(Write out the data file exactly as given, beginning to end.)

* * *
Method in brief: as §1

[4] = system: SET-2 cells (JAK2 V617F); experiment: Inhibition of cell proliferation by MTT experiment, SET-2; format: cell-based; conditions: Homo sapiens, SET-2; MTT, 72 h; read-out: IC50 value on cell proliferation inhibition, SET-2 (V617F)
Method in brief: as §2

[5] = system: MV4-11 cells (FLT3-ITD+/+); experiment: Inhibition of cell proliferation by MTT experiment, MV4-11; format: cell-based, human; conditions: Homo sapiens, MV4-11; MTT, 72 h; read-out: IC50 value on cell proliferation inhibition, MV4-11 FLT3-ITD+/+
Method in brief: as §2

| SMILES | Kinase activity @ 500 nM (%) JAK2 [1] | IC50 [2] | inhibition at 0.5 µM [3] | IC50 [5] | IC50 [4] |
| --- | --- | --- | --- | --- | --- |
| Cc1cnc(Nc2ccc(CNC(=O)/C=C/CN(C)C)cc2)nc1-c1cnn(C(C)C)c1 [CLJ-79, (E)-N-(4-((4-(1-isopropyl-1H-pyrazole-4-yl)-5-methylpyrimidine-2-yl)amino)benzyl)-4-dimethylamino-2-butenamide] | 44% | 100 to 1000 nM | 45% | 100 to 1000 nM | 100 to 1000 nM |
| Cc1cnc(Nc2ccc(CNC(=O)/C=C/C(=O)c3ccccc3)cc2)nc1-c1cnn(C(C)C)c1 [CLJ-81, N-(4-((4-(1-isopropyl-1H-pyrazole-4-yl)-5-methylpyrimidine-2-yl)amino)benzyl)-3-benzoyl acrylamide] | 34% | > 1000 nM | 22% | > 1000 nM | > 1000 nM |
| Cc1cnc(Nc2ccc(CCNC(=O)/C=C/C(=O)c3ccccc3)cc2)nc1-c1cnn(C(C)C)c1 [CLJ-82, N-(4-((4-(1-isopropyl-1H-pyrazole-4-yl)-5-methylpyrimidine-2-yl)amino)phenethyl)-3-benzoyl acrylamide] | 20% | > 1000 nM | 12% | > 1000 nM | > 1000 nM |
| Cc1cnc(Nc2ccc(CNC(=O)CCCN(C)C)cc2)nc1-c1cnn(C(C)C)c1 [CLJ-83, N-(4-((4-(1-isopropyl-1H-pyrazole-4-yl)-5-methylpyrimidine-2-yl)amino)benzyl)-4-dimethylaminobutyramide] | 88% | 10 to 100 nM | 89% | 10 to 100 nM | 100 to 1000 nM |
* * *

Method in brief: as §1

[4] = system: SET-2 cells (JAK2 V617F); experiment: Inhibition of cell proliferation by MTT experiment, SET-2; format: cell-based; conditions: Homo sapiens, SET-2; MTT, 72 h; read-out: IC50 value on cell proliferation inhibition, SET-2 (V617F)
Method in brief: as §2

[5] = system: MV4-11 cells (FLT3-ITD+/+); experiment: Inhibition of cell proliferation by MTT experiment, MV4-11; format: cell-based, human; conditions: Homo sapiens, MV4-11; MTT, 72 h; read-out: IC50 value on cell proliferation inhibition, MV4-11 FLT3-ITD+/+
Method in brief: as §2

| SMILES | Kinase activity @ 500 nM (%) JAK2 [1] | IC50 [2] | inhibition at 0.5 µM [3] | IC50 [5] | IC50 [4] |
| --- | --- | --- | --- | --- | --- |
| Cc1cnc(Nc2ccc(CNC(=O)/C=C/CN(C)C)cc2)nc1-c1cnn(C(C)C)c1 [CLJ-79, (E)-N-(4-((4-(1-isopropyl-1H-pyrazole-4-yl)-5-methylpyrimidine-2-yl)amino)benzyl)-4-dimethylamino-2-butenamide] | 44% | 100 to 1000 nM | 45% | 100 to 1000 nM | 100 to 1000 nM |
| Cc1cnc(Nc2ccc(CNC(=O)/C=C/C(=O)c3ccccc3)cc2)nc1-c1cnn(C(C)C)c1 [CLJ-81, N-(4-((4-(1-isopropyl-1H-pyrazole-4-yl)-5-methylpyrimidine-2-yl)amino)benzyl)-3-benzoyl acrylamide] | 34% | > 1000 nM | 22% | > 1000 nM | > 1000 nM |
| Cc1cnc(Nc2ccc(CCNC(=O)/C=C/C(=O)c3ccccc3)cc2)nc1-c1cnn(C(C)C)c1 [CLJ-82, N-(4-((4-(1-isopropyl-1H-pyrazole-4-yl)-5-methylpyrimidine-2-yl)amino)phenethyl)-3-benzoyl acrylamide] | 20% | > 1000 nM | 12% | > 1000 nM | > 1000 nM |
| Cc1cnc(Nc2ccc(CNC(=O)CCCN(C)C)cc2)nc1-c1cnn(C(C)C)c1 [CLJ-83, N-(4-((4-(1-isopropyl-1H-pyrazole-4-yl)-5-methylpyrimidine-2-yl)amino)benzyl)-4-dimethylaminobutyramide] | 88% | 10 to 100 nM | 89% | 10 to 100 nM | 100 to 1000 nM |